Recently my sister Emma and her fiancée Josh bought out the other half of the restaurant that Josh is a chef at. Feast, as its called, is a good wee restaurant and I’m not just saying that out of family loyalty: it was listed in Cuisine magazine’s 150 restaurants to try and received a great write-up in Fashion Quarterly. They already had a couple of craft beers, but Josh wanted to expand the range. As Em has taken over the front-of-house duties and was re-evaluating everything from the artwork to the fridges, it fell to her to investigate their options.
First she went local. As they are in Cromwell, they tried the Arrow Brewing Company beers and quite liked them. Stocking local beers something I’d really like to see more restaurants consider. Yes, Auckland restaurants often serve local brews – Lion’s brewery is, after all, located in Otara, while DB is not far away in Otahuhu. But it would be good to see great local beer on the same level of importance that local wine and food is given. An oft complaint of my Dad’s is eating out in Blenheim, being offered a dozen wines produced within a 50k radius but not a single one of the great local brews. I’d even extend ‘local’ to ‘Made in NZ’; how frustrating is it to be offered Heineken and Carlsburg next to a New Zealand wine ?
When trying the beers from Arrow, Em and Josh came up against another issue: 500ml bottles. I gather Josh originally thought 500ml bottles would be too big, but after the two of them went out to dinner and shared a bottle, he revised this opinion. This is also another thing I wish more restaurant decision makers would do: actually try things. Personally, I really like sharing a bottle of 500ml over a main – after all, don’t many people order an entire 750ml bottle of wine? And more importantly, how can you know the answer if you haven’t tried it?
So far, my sister was going about selecting her craft beers is a rather sensible manner. Then Dad and I got involved. It started with an email from Dad, saying he knew they were thinking of local beers for Feast, but Hawkes Bay Independent Brewery do a range in classy 330ml bottles, especially for the restaurant market. ‘I know your sister will say ‘aaargh green bottles’,’ he wrote, ‘but they are really good beers’. To which I predictably said ‘aaargh green bottles’ and accused Dad of being superficial about beer labels.* Em, with her FoH hat on, admitted while I might be right about Dad, but ‘we need to think about it ‘cos our beers are on display and people pick with their eyes sometimes.’ She’s right of course; beer labels do need to be attractive and recognisable. But I think I’m right as well: you don’t want to reward someone for trying a new beer with a skunky mess. In many cases though, I don’t think this will be a problem; New Zealand craft beer labels are generally very attractive and consistency is rising.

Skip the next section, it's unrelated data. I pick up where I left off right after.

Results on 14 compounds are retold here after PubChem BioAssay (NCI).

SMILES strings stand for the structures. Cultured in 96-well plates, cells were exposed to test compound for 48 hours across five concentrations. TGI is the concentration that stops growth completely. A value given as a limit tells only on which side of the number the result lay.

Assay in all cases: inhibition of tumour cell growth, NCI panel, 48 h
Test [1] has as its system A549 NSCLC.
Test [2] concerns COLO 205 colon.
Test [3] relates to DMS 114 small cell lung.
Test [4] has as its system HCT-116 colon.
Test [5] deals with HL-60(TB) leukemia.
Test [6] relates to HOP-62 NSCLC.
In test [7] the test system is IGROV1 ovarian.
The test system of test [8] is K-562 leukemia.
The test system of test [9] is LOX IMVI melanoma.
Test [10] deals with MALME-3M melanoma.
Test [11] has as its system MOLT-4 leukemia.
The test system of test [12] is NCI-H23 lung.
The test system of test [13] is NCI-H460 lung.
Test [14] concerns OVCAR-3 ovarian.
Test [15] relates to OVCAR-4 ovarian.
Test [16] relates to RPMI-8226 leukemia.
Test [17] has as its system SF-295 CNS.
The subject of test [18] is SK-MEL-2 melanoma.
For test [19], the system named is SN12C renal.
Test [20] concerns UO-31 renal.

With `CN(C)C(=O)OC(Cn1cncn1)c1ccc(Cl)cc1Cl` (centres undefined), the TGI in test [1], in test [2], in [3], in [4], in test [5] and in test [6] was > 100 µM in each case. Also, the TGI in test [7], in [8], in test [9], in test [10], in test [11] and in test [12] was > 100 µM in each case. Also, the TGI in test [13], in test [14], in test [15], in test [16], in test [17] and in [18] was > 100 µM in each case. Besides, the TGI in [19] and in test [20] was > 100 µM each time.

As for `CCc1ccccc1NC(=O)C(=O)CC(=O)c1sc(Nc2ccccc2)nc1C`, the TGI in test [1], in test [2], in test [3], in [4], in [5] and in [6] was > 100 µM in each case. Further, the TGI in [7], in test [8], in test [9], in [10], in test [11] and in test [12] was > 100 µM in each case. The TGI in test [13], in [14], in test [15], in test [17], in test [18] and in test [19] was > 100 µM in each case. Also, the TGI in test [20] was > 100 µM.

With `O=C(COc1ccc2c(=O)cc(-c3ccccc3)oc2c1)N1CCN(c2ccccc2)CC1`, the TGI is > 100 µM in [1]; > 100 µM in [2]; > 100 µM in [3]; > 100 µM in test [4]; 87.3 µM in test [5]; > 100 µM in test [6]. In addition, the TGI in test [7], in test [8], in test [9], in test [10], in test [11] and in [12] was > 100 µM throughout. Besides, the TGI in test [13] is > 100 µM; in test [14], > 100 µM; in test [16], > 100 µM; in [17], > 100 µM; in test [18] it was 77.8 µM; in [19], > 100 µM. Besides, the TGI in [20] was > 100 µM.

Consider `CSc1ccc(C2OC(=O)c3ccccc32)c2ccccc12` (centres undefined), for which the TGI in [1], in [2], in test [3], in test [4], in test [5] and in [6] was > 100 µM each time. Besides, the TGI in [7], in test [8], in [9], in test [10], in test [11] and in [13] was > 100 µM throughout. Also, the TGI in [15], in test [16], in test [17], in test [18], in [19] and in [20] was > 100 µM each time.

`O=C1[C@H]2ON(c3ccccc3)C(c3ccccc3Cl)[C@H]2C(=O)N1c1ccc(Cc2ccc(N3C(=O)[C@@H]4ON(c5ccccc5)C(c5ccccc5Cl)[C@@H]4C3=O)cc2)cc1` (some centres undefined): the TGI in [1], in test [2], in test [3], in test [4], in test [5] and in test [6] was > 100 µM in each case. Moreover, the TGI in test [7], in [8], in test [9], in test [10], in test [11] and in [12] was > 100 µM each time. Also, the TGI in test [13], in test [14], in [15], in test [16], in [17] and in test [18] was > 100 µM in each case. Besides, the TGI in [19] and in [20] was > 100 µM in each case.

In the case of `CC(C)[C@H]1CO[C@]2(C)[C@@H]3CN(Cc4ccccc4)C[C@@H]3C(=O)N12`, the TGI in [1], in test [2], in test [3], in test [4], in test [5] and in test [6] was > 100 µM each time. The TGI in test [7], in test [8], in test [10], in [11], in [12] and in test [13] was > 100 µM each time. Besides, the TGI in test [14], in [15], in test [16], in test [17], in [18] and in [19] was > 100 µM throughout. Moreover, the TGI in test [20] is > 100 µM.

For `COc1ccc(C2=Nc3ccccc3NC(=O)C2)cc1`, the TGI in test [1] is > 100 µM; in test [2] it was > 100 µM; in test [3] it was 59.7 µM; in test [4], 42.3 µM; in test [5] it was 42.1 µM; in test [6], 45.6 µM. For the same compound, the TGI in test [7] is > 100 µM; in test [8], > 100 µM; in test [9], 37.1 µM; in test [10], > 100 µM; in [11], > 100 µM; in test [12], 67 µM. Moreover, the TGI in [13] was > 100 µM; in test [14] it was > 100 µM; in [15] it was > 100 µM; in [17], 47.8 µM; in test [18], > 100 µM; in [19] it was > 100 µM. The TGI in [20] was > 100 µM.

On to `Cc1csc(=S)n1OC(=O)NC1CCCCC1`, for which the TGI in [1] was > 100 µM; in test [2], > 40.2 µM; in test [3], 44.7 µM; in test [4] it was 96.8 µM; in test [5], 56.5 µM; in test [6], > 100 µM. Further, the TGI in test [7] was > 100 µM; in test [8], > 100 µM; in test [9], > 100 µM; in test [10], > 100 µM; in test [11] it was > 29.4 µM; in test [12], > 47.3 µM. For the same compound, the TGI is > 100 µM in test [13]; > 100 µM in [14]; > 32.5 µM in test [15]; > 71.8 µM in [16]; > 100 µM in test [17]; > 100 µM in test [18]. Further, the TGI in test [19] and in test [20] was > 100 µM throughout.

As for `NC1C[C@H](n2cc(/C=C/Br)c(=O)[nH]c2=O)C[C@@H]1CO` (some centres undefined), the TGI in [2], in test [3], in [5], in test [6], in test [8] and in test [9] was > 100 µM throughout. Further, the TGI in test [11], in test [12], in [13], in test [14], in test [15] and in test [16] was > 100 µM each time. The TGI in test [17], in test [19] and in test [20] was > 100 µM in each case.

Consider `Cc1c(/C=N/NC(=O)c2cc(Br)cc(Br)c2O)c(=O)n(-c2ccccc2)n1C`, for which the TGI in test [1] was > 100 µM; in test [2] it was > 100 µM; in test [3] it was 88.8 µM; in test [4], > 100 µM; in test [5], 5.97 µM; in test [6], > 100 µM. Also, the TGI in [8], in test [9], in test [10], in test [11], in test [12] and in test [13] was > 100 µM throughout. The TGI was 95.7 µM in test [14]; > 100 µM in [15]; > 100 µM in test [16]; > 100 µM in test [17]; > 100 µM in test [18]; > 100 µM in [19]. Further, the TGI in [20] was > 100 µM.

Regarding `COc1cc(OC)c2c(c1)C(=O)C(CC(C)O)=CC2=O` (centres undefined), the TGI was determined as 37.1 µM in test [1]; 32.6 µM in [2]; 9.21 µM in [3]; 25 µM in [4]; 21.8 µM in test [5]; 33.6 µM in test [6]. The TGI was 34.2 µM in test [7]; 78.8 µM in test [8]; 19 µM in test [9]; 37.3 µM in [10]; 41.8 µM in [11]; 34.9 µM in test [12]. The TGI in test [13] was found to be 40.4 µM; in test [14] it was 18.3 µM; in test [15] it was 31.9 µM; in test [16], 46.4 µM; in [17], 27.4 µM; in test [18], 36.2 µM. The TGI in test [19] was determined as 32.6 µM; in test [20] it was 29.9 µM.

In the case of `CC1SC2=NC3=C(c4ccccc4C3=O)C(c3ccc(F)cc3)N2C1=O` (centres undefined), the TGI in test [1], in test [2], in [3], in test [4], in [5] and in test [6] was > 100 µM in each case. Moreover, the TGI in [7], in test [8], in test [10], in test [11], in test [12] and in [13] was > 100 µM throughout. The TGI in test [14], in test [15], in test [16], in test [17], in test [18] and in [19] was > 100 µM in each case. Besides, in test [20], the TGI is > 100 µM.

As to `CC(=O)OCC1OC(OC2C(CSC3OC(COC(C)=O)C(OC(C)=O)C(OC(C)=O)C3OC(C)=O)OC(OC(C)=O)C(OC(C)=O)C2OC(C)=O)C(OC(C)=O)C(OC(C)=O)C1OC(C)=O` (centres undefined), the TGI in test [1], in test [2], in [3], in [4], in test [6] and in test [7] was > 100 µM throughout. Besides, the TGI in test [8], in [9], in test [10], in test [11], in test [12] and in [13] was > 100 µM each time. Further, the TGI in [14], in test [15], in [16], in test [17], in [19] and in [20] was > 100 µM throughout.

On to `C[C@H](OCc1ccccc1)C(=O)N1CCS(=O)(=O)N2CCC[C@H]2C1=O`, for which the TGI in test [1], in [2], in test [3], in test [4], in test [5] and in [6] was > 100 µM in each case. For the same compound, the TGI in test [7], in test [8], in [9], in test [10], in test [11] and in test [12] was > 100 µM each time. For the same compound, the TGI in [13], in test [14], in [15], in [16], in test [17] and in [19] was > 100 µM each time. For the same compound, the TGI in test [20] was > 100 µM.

Then, much to my disgust, my darling sister attempted to sell me her leftover Moa Methode. She’s got nothing against the beer’s taste or their horrid advertising – she simply hates pouring the bottle-fermented beer that delights in frothing over. She can do it – she is after all, an experienced hospo worker. But newer or less experienced staff can’t. Bottle-fermented beer is a more extreme case, but it is important for staff to have a reasonable knowledge of which beer glass to use, how to best pour that beer and even simply knowing which beers the restaurant has to offer.
The point of this rather rambling post is not what restaurant should be doing – I’m in no way qualified to offer such an opinion. Instead I hope to offer what they could be thinking about and what questions they should be considering – more importantly, that they should be considering craft beer. I’m quite proud that my sister and future brother-in-law are giving craft beer a proper go in their restaurant and happy that they feel there’s a demand for it in small town New Zealand.
If you’d like to check out Feast, they’re located in Shop 7, The Mall, Cromwell, open Tuesday to Saturday.
* He’s still yet to try any Green Man beers, simply because he doesn’t like the labels.